The collection of World War II service letters written by Gerald M. Rees provides a glimpse of the training experience of a typical enlisted man, but also the thoughtful observations of a well-educated and culturally aware individual in a variety of situations. In many circumstances the descriptions Gerald wrote to his mother of places and events were laced with references to home and comparisons with local sights, such as comparing a rocky beach to the one at Marblehead, Ohio, or using the Toledo Museum of Art as a point of reference in describing other museums he visited.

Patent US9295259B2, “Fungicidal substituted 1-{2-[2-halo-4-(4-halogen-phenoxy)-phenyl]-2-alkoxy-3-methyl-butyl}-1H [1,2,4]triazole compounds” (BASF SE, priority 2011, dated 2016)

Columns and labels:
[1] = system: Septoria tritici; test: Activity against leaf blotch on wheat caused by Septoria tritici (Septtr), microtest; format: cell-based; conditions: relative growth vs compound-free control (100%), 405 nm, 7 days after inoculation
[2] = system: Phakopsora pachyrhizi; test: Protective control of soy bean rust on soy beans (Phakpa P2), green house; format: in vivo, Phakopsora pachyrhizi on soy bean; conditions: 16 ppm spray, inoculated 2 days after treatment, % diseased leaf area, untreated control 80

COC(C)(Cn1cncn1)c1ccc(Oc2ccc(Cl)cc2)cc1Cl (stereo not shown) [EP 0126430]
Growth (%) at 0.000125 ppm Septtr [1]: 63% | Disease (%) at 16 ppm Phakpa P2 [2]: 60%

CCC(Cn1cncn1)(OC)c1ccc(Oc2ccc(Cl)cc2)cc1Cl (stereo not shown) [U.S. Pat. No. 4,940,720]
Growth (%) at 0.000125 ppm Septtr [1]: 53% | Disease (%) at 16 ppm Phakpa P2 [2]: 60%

Thanks to his participation in the short-lived Army Specialized Training Program which had him stationed in New York, the letters from November 1943 through March 1944 are full of descriptions of the cultural activities in New York, a pattern that continues as the opportunities of places like London and Paris were also presented. All through the narrative of his correspondence references are made to concerts, plays, radio programs, and museums, demonstrating his deep and abiding love of music. Some references are fascinating for the double layer of cultural influence, such as in the letter written from Paris on May 21, 1945, where he talks about visiting the Academy de Musique for a performance of the opera "Boris Goudenow", but then spends additional space describing the huge chandelier and connecting it to the central action in the film "Phantom of the Opera".